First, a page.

Enjoy the cool of January with a cool dessert – Ice Cream Sundaes! Tuesday, January 21st, 3-4pm @ Riverside Thursday, January 23rd, 3-4pm @ Weaver Youth 16 and under can reduce their overdue fines by reading in the library. Tell a librarian when you start reading. 30 minutes of reading = $1 waived.   

January Activities For Children @ East Providence Public Libraries CREATIVE MOVEMENT CLASS @WEAVER

Monday, January 6, 10-10:45am Miss Kasha, of Rumford Dance Theatre, will lead the children in stretches, dances, and imagination activities. Call 434-2453 to register.

MUSICAL STORYTIME “Songs of Winter” @WEAVER

Thursday, January 9, 10-10:45am Join Lindsay Meehan of Mary Ann Hall’s Music for Children for a celebration of winter! We’ll sing the snowflakes down from the clouds, jump the stories right off the page, and even dance a snowstorm! No registration required.

LEGOs @ the Library

BOOKIES @WEAVER

Grades 1-5 1st Tuesday of the month, 3:45-4:45 January 7 - WINTER February 4 - VALENTINE’S DAY March 4 - HUMOR Read and act out great stories, tell jokes, make crafts, eat snacks, play games, and more!

BINGO @WEAVER

4th Tuesday of the month, Jan. 28, Feb. 25, Mar. 25 3:45-4:45pm, ages 4-12 Play BINGO for prizes! www.eastprovidencelibrary.org For more information, contact the location where the activity is being held, or the main Youth Services Department at 434-2453.


January 2014 The Reporter

47

2014 Health & Fitness Make This Your Year

Winter Safety And Health Tips from The ECC and Centers For Disease Control And Prevention (CDC)

Stay warm and dress properly for the weather. Make sure exposed skin is covered, especially in young children because their skin is more sensitive. Wear layers of clothing and a hat to keep your body insulated. Wear the proper footwear to avoid falls. Footwear is your best tool in preventing falls; high heels and shoes with slick soles can make you slip and fall. Instead wear properly fitting, sturdy shoes/ boots with non-skid, slip resistant soles. Sleep Hygiene. Good sleep habits and regular sleep, or sleep hygiene, are key parts to keeping yourself healthy. Be sure to go to bed at the same time each night, rise at the same time each morning and avoid large meals before bedtime. Drive safe; with the snow and ice creating already unfavorable driving conditions, driving while drowsy can be even more dangerous. Lack of sleep is responsible for motor vehicle crashes causing injury and disability each year. Be sure to get the recommended 7-9 hours of sleep each night, drive cautiously, and warm-up your car each morning so ice on the windshield doesn’t obstruct your view. Insufficient sleep is associated with a number of chronic diseases and conditions – such as diabetes, cardiovascular disease, obesity, and depression.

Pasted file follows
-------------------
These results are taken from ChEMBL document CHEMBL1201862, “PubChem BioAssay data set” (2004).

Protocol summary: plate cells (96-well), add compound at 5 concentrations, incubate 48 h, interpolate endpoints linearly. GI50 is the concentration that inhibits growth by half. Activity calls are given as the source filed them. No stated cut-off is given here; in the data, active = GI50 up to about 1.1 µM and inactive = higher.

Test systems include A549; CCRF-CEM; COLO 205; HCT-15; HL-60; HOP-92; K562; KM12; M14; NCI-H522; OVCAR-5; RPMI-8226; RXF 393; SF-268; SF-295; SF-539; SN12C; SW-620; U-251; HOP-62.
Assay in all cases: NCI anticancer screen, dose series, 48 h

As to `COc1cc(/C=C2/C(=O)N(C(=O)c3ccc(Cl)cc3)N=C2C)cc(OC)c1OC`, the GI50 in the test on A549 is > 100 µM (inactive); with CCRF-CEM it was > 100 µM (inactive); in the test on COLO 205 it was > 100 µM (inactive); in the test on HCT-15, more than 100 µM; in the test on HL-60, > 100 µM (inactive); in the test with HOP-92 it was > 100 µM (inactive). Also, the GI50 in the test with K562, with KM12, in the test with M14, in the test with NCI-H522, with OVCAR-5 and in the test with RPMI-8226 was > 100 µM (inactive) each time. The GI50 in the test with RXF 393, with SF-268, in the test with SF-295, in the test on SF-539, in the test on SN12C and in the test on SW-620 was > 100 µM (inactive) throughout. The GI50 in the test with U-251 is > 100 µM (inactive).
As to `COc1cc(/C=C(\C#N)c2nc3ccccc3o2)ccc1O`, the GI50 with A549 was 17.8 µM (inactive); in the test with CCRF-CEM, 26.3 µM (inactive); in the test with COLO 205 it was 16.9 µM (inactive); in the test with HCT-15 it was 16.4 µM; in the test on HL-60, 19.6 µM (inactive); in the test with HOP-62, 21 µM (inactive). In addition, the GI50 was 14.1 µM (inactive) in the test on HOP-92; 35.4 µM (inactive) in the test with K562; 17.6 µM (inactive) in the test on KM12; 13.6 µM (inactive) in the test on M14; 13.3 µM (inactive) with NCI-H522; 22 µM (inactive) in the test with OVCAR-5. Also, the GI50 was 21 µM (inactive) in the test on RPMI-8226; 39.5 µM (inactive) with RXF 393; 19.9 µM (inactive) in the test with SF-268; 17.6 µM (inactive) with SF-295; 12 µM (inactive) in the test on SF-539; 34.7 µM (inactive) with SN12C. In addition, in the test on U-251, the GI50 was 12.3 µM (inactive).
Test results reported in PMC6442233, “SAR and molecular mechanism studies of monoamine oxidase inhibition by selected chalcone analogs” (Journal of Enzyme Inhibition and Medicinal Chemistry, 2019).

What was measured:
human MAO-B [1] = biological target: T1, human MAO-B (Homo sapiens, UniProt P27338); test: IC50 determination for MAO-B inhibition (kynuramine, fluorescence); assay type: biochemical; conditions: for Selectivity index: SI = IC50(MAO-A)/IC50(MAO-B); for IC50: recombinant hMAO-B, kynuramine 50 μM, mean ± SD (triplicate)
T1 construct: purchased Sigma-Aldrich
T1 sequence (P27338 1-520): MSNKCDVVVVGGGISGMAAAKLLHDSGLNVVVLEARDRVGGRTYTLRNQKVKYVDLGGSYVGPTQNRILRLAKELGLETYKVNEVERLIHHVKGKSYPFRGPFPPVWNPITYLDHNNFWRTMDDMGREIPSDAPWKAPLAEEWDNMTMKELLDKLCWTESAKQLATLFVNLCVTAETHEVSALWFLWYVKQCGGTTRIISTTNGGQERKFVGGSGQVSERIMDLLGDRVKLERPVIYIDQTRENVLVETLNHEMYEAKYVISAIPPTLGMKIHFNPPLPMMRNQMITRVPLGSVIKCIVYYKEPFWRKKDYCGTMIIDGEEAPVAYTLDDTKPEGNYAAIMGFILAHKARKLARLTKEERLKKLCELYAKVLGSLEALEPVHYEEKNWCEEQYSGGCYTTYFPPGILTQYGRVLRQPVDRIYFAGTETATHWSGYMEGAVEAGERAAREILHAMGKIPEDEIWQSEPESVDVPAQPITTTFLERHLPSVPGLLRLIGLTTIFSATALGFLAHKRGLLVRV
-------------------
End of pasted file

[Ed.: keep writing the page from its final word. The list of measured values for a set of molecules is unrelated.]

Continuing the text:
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48

The Reporter January 2014

2014 OH MY ACHING BACK! Many health professionals attribute back pain to faulty movement patterns. Good examples of this bad behavior include slouched sitting, or bending and lifting improperly. Certainly once your back is injured you know these things can be very painful! It’s like having a cut on your knuckle, because you constantly bend and stress it, it takes forever to heal. So what is the right way? Maintain your spinal curves! You know that the neck has an inward curve (lordosis), the mid back an outward curve (kyphosis) and the low back an inward curve (lordosis). When sitting, sit tall and support your lumbar lordosis with a small towel roll, pillow or commercially available support. Even better, try to limit your sitting time and get up and move around! When bending or lifting, bend at the hips and knees. Keep your lumbar lordosis by activating your low back muscles (poke your bottom out!). Think about sumo wrestlers or competitive weight lifters, bend at the hips not at the waist. At SPORT & SPINE PHYSICAL THERAPY we think patient education is a big deal. Not only do you get hands on care, and an individually designed exercise program, but we will teach you how to reduce, eliminate and prevent recurrent pain! If you are suffering from back pain, ask your doctor for a referral to PT and give us a call.

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Spirituality and Mental Health/Addictions